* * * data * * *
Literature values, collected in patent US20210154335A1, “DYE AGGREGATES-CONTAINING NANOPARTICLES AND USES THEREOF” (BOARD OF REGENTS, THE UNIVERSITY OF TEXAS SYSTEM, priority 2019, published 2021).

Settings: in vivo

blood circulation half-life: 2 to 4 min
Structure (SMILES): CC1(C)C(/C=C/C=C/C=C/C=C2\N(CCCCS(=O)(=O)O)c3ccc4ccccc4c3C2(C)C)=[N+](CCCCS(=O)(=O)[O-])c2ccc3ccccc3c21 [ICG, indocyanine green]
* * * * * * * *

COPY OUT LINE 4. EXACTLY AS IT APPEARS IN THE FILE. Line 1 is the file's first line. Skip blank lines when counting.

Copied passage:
Structure (SMILES): CC1(C)C(/C=C/C=C/C=C/C=C2\N(CCCCS(=O)(=O)O)c3ccc4ccccc4c3C2(C)C)=[N+](CCCCS(=O)(=O)[O-])c2ccc3ccccc3c21 [ICG, indocyanine green]